When I started writing this TIPSwatch blog two years ago, I figured I was carving out a boring, staid corner of the investment world, a place where I could share ideas and learn from others. But excitement? Never. Not with TIPS.
But it just so happens that in April 2011, rumblings were beginning in the world of TIPS and Treasury investing. When I look back at TIPS yields in the last two years, I’ve been fascinated to note that in mid-2011, something shifted. Yields dropped dramatically to levels that then seemed impossible: Negative to inflation? At the same time, TIPS grew in popularity, a trend that has continued for two years. Why?
On Jan. 20, 2011, the Treasury auctioned a 10-year TIPS with a coupon rate of 1.25% and a yield to maturity of 1.170%. This was a routine auction and a routine yield. Eight months later, on Sept. 22, this same TIPS was reissued with a yield of 0.078%. A drop of 109 basis points!
This chart shows the amazing drop in TIPS yields over the course of 2011:
Below is a chart of month-to-month TIPS yields in 2011, with the month of July highlighted because yields dropped as much as 50 basis points in that single month, sending TIPS prices soaring:
But was this a surge in the entire bond market? Or did this earthquake strike selectively and suddenly? The chart below compares the TIP ETF with the AGG (aggregate bond index). The funds have similar intermediate-term durations, and sometimes track fairly closely. But not in 2011:
This particular chart fascinates me, because again it seems to point to July-August 2011 as the turning point, with TIPS leaping in demand, while the overall bond market was performing mildly. In this next chart I’ve added the volatile long-term Treasury ETF (TLT) and the S&P 500 (SPY) to show that yes, indeed, the earthquake struck precisely in mid 2011 and hit Treasuries (positively) and stocks (negatively):
The earthquake: A surprise ending
I have always been quick to blame Federal Reserve manipulation of the Treasury market for the pathetically low yields on TIPS. So one of the QEs must be behind this sudden shift? Wrong.
- QE1 began in November 2008
- A second phase of QE1 began in March 2009
- QE2 began in November 2010
- Operation Twist began in September 2011
- QE4 began in December 2012
Operation Twist, it turns out, was a reaction to the earthquake, not the cause of it. And while the Fed certainly has succeeded in keeping Treasury rates extremely low, it wasn’t the direct cause of the earthquake.
How about the crisis in Europe? Could that have been the cause? No, the Euro crisis had been brewing well before mid 2011. Again, it was only a contributing factor.
Something else happened exactly in late July to early August 2011, and it was the direct cause of Treasurys soaring and the stock market plummeting. Here are some headlines from that time:
- July 22: Obama again presses GOP to move on taxes in debt deal
- July 24: Debt-ceiling standoff grinds on
- July 25: Obama says debt deal must include revenues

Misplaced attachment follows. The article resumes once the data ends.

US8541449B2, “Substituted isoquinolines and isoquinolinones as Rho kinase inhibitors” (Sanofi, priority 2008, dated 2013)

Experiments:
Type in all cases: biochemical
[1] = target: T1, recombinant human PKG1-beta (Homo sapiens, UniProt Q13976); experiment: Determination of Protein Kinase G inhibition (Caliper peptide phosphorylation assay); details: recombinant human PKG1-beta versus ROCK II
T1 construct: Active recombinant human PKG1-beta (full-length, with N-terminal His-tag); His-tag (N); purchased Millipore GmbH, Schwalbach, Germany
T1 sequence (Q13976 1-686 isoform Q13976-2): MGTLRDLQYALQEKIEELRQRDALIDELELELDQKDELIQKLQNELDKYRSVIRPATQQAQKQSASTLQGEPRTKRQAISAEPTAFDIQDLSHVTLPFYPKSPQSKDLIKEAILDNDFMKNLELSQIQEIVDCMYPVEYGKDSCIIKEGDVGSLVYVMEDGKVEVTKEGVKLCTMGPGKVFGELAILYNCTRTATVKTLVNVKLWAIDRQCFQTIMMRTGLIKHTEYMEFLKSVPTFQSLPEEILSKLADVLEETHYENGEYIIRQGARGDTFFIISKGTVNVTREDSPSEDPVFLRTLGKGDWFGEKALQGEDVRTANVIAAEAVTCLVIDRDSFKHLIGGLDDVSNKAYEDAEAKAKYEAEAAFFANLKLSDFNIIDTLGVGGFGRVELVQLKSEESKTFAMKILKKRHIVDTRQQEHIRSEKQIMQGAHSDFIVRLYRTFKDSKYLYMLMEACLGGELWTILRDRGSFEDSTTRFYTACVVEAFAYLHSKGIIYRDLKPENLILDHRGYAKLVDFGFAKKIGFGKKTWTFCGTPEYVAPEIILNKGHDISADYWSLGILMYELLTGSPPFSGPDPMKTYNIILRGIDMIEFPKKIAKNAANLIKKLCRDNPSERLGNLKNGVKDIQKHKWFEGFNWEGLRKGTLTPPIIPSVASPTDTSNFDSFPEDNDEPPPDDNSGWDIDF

- July 26: GOP leaders seek to build support for Boehner debt plan
- July 27: An ‘altar call’ as Boehner pushes GOP for votes
- July 28: House delays vote on Boehner debt plan
- July 29: Obama blasts Boehner debt-ceiling bill, calls for bipartisan deal
- July 29: Amid crisis, TIP ETF hits an all-time high
- July 31: Parties agree to debt-ceiling deal, pending votes in Congress
- Aug. 1: U.S. leaders strike debt deal to avoid default
- Aug. 1: Debt ceiling deal accomplishes little
All leading to this, epicenter of the earthquake event:
The amazing thing: At the time, I was convinced that the S&P action would put pressure on U.S. government debt, causing interest rates to rise. Instead, it caused massive discontent with the U.S. government and fear for our nation’s future.
Fear was the trigger: The stock market dropped and Treasurys soared. The Federal Reserved stepped in – one month later – to begin Operation Twist, but at that point it had no option. The president and Congress had no answer. One last chart to show the massive one-month moves in Treasurys and the stock market:
We now know the S&P action had zero effect on the appeal of Treasurys. And TIPS became even more popular because of their inflation protection. Runway federal spending, combined with Federal Reserve stimulus, raised the specter of inflation.
Not much has changed in the last 20 months, and inflation is still a specter, not a reality.
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Bill I agree that yields on nominal Treasuries also went down sharply. The 10-year, for example, dropped from 2.30% on July 20, 2011, to 1.52% on August 8, two days after the S&P downgraded U.S. debt. TIPS and Treasuries more or less moved in tandem. But in my opinion the very quick decline in yields was definitely triggered by the debt crisis, lack of resolution, and the inevitable downgrading.
The “earthquake” in July 2011 was when the real yield of the 10-yr T-note broke through the zero line. The 10-yr TIPS merely followed the 10-yr T-note. If you look at a graph of the difference for 2011 (T-note rate minus TIPS rate), you don’t see this earthquake at all.
A negative real yield of 10-yr T-note??? Macro economists were saying in 2009 that real rates should be negative. So the question should be, why did it take two years for the economy to react as theory said it should have. But perhaps two years is a quick response. If this turns into a “lost decade”, a la Japan, future historians may just ignore the lag between the financial bubble popping and real rates turning negative.